CWU News

CWU Announces Plans for Reopening Campus in Fall 2020

In response to continuing concern regarding the COVID-19 virus, Central Washington University will restrict the number of students permitted to live on campus in Fall 2020 to 1,800. Typically, more than 4,000 students live in campus residence halls and apartments.

“This restriction allows single occupancy in residence hall rooms and no sharing of common restroom facilities,” CWU President James L. Gaudino told the CWU Board of Trustees. “The decision should lessen the risk of major COVID-19 outbreaks but carries with it negative financial implications.”

Gaudino told Trustees that when discussions began several months ago regarding reopening the campus for the fall quarter, COVID-19 infection rates were declining and the university hoped to reopen all campus residence halls and apartments in the fall. The State of Washington is now seeing, he said, increases in rates that, while not as steep as they were earlier, are definitely on an upward arc.

The president also presented a comprehensive plan for re-opening the campus during the Fall 2020 quarter. He said the plan was developed with input from all sectors of the university community.

“This plan calls for face coverings for all individuals on university property and requires physical distancing of all individuals on campus,” Gaudino said. “It also incorporates enhanced cleaning and disinfecting of university facilities and includes protocols for identifying and managing COVID-19 when and if it occurs.”

He said the plan also impresses upon employees, students, and visitors the importance of accepting personal responsibility for their health and the health of others. This will include employee training, daily self-health checks, and a declaration signed by students, faculty, and staff stating they understand their role in ensuring the health and safety of everyone with the CWU and broader community.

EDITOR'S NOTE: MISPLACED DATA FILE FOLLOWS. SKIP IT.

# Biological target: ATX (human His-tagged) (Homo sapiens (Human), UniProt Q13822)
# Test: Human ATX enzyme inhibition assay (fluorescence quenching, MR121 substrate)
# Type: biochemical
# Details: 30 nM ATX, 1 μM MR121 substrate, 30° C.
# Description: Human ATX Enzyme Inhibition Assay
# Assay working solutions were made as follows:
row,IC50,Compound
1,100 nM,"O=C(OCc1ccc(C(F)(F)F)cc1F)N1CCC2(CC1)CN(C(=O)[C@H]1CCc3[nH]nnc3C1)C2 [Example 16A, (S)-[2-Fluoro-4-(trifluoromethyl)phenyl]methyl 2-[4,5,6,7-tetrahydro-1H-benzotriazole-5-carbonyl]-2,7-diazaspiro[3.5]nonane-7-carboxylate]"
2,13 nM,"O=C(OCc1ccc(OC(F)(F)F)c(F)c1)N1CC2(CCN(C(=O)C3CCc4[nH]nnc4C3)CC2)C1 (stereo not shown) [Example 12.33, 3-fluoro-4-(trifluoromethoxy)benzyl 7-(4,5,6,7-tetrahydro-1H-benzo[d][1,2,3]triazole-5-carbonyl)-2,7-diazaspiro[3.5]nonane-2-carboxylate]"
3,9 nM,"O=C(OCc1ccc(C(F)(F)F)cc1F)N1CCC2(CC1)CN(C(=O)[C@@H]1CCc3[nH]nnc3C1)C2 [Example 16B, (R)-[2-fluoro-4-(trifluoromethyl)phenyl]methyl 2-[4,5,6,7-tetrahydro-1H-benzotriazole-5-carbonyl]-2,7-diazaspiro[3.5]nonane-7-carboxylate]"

“The COVID-19 pandemic has had a serious impact on every aspect of the university and the community in which we live,” stated Board of Trustees chair Ron Erickson. “I believe this plan offers a fairly complete, flexible, and well-conceived blueprint for how we can start the process of reopening the campus.”

The Board of Trustees endorsed the plan and unanimously approved a resolution to allow faculty to choose teaching modalities, restrict residence-hall occupancy to 1,800, and adhere to the COVID-19 prevention guidelines of the Centers for Disease Control, the Washington State Department of Health, and the Kittitas County Department of Public Health.

Under the plan, the university is installing appropriate signage regarding the wearing of face coverings and physical distancing as well as room occupancy, elevator occupancy, dining facility operations, and campus housing.

Additionally, there will be campus circulation pathways that minimize crowding as students, faculty, and staff move from building to building. The university is also installing plastic barriers in appropriate public places and is rearranging furniture in buildings in order to better support physical distancing.

“The successful implementation of the plan will involve every employee and every student,” Gaudino said. “The challenge is unprecedented and cannot succeed without the support of the entire university community.”